Last week the CHMC announced that it would be introducing a new set of stringent guidelines for approvals on mortgages starting July 1st. Since the CMHC insures any mortgage with less than 20% down, this basically means all the banks are forced to use these new guidelines in order to approve new mortgage applicants. In this article we’ll take a look at the new rules, what they mean for consumers and also speculate on why the CMHC has decided to change the rules.
What Are The Main Rule Changes from CMHC?
The Canadian Mortgage and Housing Corporation outlined the following rule changes coming into effect July 1st, 2020 across Canada:
- Minimum credit score requirement moves up to 680 from 620
- Borrowing of down payments will no long be allowed countrywide
- GDS ratio (gross debt service) must be under 35, previously 39
- TDS ratio (total debt service) must be 42, previously 44
Minimum Credit Score – this is actually quite a significant change, with the required credit score increasing over 9.6% for all applicants. This means that people with late payments or any significant defaults in recent history on their credit report will likely be shut out of the mortgage market when the new rules come into effect. Now more than ever, it’s becoming increasingly important to maintain a pristine credit report and the new CMHC score requirements further underscore the importance of credit worthiness for the banks when making lending decisions.
Borrowing Of Down Payments – this is a less significant change in terms of scope of impact, since most Canadian homebuyers do not borrow their down payment and are able to afford the 5% minimum required for a mortgage. Overall I think this is a very positive rule change as the ability to borrow down payments surely has resulted in many cases of people buying homes they couldn’t afford to maintain payments on. Since buying a house is a massive financial commitment, my opinion is that requiring people be able to save a modest 5% down is a good barrier to entry to ensure responsibility on all sides.
Gross Debt Service Ratio – the GDS ratio is used to look at the relationship between taking on the costs of owning a particular property in relation to your income. It uses all the reasonably expected costs of home ownership added together and divided by your annual income to get a percentage ratio of the GDS to income. Here is the formula used by CMHC:
- Mortgage Payments + Property Taxes + Heating Costs + 50% of Condo Fees (where applicable) / Annual Income = GDS Ratio
So for example a $2,000 mortgage payment, $400/month of property tax, $200 heating fee and no condo fees for someone making $100,000 per year would result in a GDS ratio of 31.2%. With the new rules, the acceptable GDS ratio drops 10.25% which represents another significant change in terms of the amount of debt CMHC is allowing Canadians to take on for a mortgage.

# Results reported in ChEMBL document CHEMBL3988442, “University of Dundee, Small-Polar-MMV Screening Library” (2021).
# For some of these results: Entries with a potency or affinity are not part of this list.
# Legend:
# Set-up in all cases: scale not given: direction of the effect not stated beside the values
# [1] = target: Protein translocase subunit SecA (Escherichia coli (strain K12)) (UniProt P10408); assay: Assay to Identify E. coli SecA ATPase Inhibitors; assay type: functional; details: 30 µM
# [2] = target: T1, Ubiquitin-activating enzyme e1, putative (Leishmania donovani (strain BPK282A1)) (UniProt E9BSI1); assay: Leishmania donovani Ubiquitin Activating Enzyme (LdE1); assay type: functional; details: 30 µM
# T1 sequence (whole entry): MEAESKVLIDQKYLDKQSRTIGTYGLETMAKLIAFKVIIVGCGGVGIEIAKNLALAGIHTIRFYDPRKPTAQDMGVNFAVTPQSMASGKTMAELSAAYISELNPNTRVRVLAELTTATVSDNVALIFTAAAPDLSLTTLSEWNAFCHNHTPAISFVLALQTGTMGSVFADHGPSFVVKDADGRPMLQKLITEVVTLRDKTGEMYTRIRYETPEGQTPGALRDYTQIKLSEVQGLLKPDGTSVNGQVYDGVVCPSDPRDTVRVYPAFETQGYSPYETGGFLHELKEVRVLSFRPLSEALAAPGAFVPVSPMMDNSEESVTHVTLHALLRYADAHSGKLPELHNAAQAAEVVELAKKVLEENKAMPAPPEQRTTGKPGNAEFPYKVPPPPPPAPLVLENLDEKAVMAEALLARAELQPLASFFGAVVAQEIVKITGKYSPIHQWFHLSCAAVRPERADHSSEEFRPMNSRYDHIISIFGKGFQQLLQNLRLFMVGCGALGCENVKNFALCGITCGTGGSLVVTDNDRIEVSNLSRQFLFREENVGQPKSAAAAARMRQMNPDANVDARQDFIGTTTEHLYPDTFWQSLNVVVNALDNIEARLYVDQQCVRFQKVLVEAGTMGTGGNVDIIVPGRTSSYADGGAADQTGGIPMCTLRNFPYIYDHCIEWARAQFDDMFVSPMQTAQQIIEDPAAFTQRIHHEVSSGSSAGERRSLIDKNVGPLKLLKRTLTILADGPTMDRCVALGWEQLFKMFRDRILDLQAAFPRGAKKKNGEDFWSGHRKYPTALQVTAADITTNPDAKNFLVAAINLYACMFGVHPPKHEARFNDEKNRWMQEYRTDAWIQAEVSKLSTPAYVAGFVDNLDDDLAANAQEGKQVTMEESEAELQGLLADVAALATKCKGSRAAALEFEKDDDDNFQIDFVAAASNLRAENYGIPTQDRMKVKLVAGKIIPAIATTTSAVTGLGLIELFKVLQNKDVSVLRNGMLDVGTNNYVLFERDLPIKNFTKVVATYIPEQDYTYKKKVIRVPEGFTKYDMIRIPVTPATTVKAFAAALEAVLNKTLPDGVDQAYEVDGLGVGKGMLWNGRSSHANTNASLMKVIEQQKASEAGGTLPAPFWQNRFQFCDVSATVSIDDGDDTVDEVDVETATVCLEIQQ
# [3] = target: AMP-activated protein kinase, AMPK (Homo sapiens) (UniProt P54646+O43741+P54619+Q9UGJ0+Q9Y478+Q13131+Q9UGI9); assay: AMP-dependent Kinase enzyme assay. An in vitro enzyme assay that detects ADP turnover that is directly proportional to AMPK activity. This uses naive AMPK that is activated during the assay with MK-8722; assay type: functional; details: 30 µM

Total Debt Service Ratio – the TDS ratio is used to combined your GDS ratio with everyday living expenses to get an overall picture of your financial health in relation to your income. The formula used by CMHC is:
House Expenses (using GDS criteria) + Credit card interest + Car payments + Loan expenses / Annual Income = TDS Ratio
For example, someone with $30,000 a year in housing expenses, no credit card interested, $6,000 in car payments and $6,000 in loan payments making $100,000 a year would have a TDS ratio of 42%, which is the highest allow under the new rules. While this was the least significant rule change in terms of percentage drop (only down 4.5%), it will have a big impact on Canadian borrowers who tend to hold significant amounts of debt comparatively on the world stage.
Why Did the CMHC Make These Changes Now
Overall debt has been rising steadily in Canada over the last number of years and with the absolute boom in real estate prices everyone that can has been getting involved in the markets. Since credit is cheap and availability of debt was widespread, there are many people that overextended themselves into real estate during the good times when Air BnB and flipping could net most a very good profit.
While these new rules won’t do much for current owners, it’s clear that the CMHC and by proxy the banks are going to take a much more conservative approach when it comes to lending money for home purchases. The underlying fear, is of course that people will be unable to pay the debt on the properties and in some cases would end up defaulting. Given the massive economic disruption of Covid-19 this is definitely a reasonable fear on behalf of the banks and the CMHC.
By introducing much more stringent guidelines for who can qualify and be insured, CMHC is protecting consumers, the banks and the economy from potential further damage down the road. It means it’s going to be a lot higher to buy a house in Canada starting July 1st, and only time will tell how it impacts the market in terms of demand and pricing.
Joanna worked in management in the retail banking sector in Canada for over 20 years and brings a vast knowledge of the banking system to our readers. Her columns focus on all aspects of banking in Canada from account promotions to special offers and much more.